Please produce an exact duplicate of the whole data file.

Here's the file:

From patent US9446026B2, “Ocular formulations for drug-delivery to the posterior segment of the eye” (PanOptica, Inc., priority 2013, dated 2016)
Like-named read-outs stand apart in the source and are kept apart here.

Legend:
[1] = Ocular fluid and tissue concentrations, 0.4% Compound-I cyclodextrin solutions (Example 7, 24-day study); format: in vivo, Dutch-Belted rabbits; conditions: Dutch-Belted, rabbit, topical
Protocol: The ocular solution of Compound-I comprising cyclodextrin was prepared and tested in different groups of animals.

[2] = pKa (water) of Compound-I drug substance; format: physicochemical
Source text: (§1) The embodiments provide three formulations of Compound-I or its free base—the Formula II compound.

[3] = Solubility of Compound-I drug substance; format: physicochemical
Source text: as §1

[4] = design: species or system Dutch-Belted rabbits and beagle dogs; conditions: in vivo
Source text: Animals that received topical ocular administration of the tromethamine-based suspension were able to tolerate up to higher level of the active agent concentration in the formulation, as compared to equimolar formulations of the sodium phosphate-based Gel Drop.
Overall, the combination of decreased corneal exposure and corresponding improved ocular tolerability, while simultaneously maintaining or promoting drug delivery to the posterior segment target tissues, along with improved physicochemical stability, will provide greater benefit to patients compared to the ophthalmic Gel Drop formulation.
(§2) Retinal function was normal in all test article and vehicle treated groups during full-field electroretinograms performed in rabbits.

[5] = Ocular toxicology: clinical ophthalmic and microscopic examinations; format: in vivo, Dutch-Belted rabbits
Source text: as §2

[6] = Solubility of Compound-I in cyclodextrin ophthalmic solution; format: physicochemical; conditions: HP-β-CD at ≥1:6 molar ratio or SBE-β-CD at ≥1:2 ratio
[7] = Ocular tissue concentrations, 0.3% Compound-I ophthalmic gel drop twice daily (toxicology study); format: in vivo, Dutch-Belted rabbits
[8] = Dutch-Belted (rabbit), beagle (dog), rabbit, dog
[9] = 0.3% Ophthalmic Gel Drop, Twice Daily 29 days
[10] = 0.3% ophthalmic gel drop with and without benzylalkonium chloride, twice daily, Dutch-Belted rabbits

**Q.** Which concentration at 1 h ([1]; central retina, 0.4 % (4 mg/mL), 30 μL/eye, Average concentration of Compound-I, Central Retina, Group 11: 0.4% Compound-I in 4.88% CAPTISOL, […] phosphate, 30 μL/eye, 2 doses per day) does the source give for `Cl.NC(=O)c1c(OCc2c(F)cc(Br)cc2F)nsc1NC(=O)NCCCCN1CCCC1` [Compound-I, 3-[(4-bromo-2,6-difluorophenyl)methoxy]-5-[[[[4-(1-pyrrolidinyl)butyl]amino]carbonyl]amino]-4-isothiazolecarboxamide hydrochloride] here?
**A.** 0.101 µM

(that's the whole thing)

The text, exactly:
From patent US9446026B2, “Ocular formulations for drug-delivery to the posterior segment of the eye” (PanOptica, Inc., priority 2013, dated 2016)
Like-named read-outs stand apart in the source and are kept apart here.

Legend:
[1] = Ocular fluid and tissue concentrations, 0.4% Compound-I cyclodextrin solutions (Example 7, 24-day study); format: in vivo, Dutch-Belted rabbits; conditions: Dutch-Belted, rabbit, topical
Protocol: The ocular solution of Compound-I comprising cyclodextrin was prepared and tested in different groups of animals.

[2] = pKa (water) of Compound-I drug substance; format: physicochemical
Source text: (§1) The embodiments provide three formulations of Compound-I or its free base—the Formula II compound.

[3] = Solubility of Compound-I drug substance; format: physicochemical
Source text: as §1

[4] = design: species or system Dutch-Belted rabbits and beagle dogs; conditions: in vivo
Source text: Animals that received topical ocular administration of the tromethamine-based suspension were able to tolerate up to higher level of the active agent concentration in the formulation, as compared to equimolar formulations of the sodium phosphate-based Gel Drop.
Overall, the combination of decreased corneal exposure and corresponding improved ocular tolerability, while simultaneously maintaining or promoting drug delivery to the posterior segment target tissues, along with improved physicochemical stability, will provide greater benefit to patients compared to the ophthalmic Gel Drop formulation.
(§2) Retinal function was normal in all test article and vehicle treated groups during full-field electroretinograms performed in rabbits.

[5] = Ocular toxicology: clinical ophthalmic and microscopic examinations; format: in vivo, Dutch-Belted rabbits
Source text: as §2

[6] = Solubility of Compound-I in cyclodextrin ophthalmic solution; format: physicochemical; conditions: HP-β-CD at ≥1:6 molar ratio or SBE-β-CD at ≥1:2 ratio
[7] = Ocular tissue concentrations, 0.3% Compound-I ophthalmic gel drop twice daily (toxicology study); format: in vivo, Dutch-Belted rabbits
[8] = Dutch-Belted (rabbit), beagle (dog), rabbit, dog
[9] = 0.3% Ophthalmic Gel Drop, Twice Daily 29 days
[10] = 0.3% ophthalmic gel drop with and without benzylalkonium chloride, twice daily, Dutch-Belted rabbits

**Q.** Which concentration at 1 h ([1]; central retina, 0.4 % (4 mg/mL), 30 μL/eye, Average concentration of Compound-I, Central Retina, Group 11: 0.4% Compound-I in 4.88% CAPTISOL, […] phosphate, 30 μL/eye, 2 doses per day) does the source give for `Cl.NC(=O)c1c(OCc2c(F)cc(Br)cc2F)nsc1NC(=O)NCCCCN1CCCC1` [Compound-I, 3-[(4-bromo-2,6-difluorophenyl)methoxy]-5-[[[[4-(1-pyrrolidinyl)butyl]amino]carbonyl]amino]-4-isothiazolecarboxamide hydrochloride] here?
**A.** 0.101 µM